Maui said to his brothers.
"It will make the days longer."
Listen," they said earnestly, knowing how much trouble some of his
experiments had caused. No good can come of such foolishness, Leave the
Maui laughed. “We shall do it together.”
“We can never tame the sun," they protested. He would burn us up
before we could get near him."
“Not if you follow my plan," Maui said eagerly. We'll plait strong ropes
of flax. Early tomorrow morning we'll take them to where the sun rises.
We can easily build shelters to shield us from the heat."
After some persuasion his brothers reluctantly set to work to plait ropes
for flax fibre. As it was an unknown art, Maui had to teach them how to
spin the fibre into flat, round, and square ropes with three and five strands.
It was a long journey, but at last they reached Te Rua-o-te-Ra, the Cave
of the Sun. When he rose above the horizon a coil of rope fell over his head
and shoulders, and another and another.
“Pull hard," Maui shouted. "Don't let him get away.'"
Leaving his brothers to maintain the strain on the ropes, he ran towards the
sun. From his girdle he pulled out his favourite weapon, the jawbone of his
ancestor Muri-ranga-whenua, and belaboured the helpless sun until he cried
for mercy. Maui chanted a powerful spell, known as a punga, to keep the
sun from moving.
“Are you trying to kill Tama-nui-te-ra, the great son of the sun?" said
Tama in a weak voice, as he struggled to break the ropes. It was a significant
remark, for it was the first time that the sacred name of the sun had ever been
“I have no wish to harm you. If you promise to travel more slowly in
future, I’Il let you go."
"No," said great Tama stubbornly. Why should I change my habits on
“This is why,"
Maui said and battered the sun until he was weakened.
When he was released he limped so slowly across the sky that men and women
were able to cook their food, eat, work, play and make love at their leisure,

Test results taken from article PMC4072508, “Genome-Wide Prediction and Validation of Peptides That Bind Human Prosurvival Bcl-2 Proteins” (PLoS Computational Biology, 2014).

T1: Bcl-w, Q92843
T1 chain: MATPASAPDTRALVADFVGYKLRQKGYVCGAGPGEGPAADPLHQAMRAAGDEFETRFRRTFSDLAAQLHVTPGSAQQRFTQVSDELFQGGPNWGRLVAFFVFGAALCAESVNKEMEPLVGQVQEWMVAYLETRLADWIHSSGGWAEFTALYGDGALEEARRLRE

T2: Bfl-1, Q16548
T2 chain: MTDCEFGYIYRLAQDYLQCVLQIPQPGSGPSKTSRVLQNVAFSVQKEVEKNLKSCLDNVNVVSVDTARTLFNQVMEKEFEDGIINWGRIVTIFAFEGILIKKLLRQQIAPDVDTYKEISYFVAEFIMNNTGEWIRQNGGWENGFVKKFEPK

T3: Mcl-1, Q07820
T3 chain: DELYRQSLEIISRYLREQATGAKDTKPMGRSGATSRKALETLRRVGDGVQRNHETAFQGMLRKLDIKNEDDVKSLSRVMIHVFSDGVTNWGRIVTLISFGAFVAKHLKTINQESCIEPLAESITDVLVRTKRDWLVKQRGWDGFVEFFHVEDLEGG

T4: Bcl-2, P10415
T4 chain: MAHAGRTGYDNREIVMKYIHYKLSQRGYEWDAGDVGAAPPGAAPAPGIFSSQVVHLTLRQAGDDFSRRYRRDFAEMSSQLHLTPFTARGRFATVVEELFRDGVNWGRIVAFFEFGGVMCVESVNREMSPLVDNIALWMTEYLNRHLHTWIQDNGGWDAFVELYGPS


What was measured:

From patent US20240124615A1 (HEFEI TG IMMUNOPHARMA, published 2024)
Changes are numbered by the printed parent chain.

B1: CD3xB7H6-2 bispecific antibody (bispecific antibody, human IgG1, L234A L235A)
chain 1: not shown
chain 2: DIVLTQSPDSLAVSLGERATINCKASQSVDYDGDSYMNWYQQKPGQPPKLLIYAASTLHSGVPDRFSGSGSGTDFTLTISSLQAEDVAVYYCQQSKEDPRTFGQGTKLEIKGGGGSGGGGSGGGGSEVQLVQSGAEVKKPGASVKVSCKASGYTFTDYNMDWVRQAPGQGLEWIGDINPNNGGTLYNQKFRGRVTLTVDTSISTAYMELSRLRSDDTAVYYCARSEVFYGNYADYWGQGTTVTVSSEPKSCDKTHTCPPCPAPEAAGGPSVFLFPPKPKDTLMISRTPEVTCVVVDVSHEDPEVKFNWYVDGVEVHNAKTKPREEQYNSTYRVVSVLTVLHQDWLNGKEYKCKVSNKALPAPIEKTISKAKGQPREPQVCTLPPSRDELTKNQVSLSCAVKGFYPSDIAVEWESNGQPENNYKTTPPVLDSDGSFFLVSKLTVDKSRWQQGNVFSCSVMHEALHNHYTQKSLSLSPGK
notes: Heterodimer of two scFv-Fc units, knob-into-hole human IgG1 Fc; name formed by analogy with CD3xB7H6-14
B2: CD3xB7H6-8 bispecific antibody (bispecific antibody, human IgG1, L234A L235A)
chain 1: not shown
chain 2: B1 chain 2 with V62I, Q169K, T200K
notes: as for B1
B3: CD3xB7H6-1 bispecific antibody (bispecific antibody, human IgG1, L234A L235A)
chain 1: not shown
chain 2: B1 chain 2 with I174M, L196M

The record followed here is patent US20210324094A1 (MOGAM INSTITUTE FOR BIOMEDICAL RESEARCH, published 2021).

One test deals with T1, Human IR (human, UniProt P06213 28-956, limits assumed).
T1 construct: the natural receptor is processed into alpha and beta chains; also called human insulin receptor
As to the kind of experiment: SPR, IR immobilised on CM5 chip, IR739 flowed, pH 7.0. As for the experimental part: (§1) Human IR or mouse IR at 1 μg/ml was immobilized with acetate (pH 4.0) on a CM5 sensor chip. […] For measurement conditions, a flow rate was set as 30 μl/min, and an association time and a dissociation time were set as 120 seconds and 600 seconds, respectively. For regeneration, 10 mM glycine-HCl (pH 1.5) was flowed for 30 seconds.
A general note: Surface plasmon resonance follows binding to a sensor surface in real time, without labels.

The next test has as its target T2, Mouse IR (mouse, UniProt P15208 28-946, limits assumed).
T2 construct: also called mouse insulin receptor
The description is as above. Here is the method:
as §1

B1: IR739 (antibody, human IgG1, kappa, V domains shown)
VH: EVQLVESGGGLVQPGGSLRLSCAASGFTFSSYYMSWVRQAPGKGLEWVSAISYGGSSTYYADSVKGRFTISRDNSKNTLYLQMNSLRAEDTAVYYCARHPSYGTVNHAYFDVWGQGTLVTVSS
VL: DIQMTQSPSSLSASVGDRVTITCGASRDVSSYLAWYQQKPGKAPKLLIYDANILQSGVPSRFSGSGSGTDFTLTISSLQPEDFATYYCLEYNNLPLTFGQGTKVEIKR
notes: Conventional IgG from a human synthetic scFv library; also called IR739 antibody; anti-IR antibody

while from his wounds came the bright rays we know as sunbeams.
After his long labour and the heat of the sun, Maui was thirsty. He called
Tieke, the saddleback, to bring him a drink of water. The bird took no notice.
Maui caught it in his hands and hurled it into the water. Where his hot hands
touched Ticke's back the feathers were burned brown. He called Hihi, the
stitchbird, but it also ignored the demi-god. Maui threw it into a fire that
tinged its plumage with yellow. Ever afterwards the stitchbird was nervous
and timid. Toutouwai, the robin, was equally unco-operative and was marked
with a patch of white at the root of its bill "as a mark of incivility". It was
Kokako, the blue-wattled crow, who helped him. It flew to the water and
brought back as much as it could carry in its cars. Maui rewarded it by pulling
its legs so they were long and could move quickly.
There is another legend about Maui and the sun that refers to a period of
perpetual daylight. The demi-god had become angered by the foolishness of
mankind. They were so stupid that Maui felt the sunshine was being wasted.
on them. He held up his hand to stop the sunlight. It seems that he was unaware of the heat of the sun, for his hand was badly burnt. He rushed to the sea to assuage the pain and for the first time the sun set and darkness rushed across the land.
Maui rushed after the fleeing sun and dragged it back. It escaped and
Maui pulled it back a second time and tied a long rope to
it, attaching the other end to the moon.
When the sun set the moon was dragged above the horizon, giving light
to the world by night as the sun had done by dav.
Maui experimented more cautiously this time and found that he could hide
the moon behind his hand without burning himself. Since then he has continued to use his hand to control the appearances of the moon.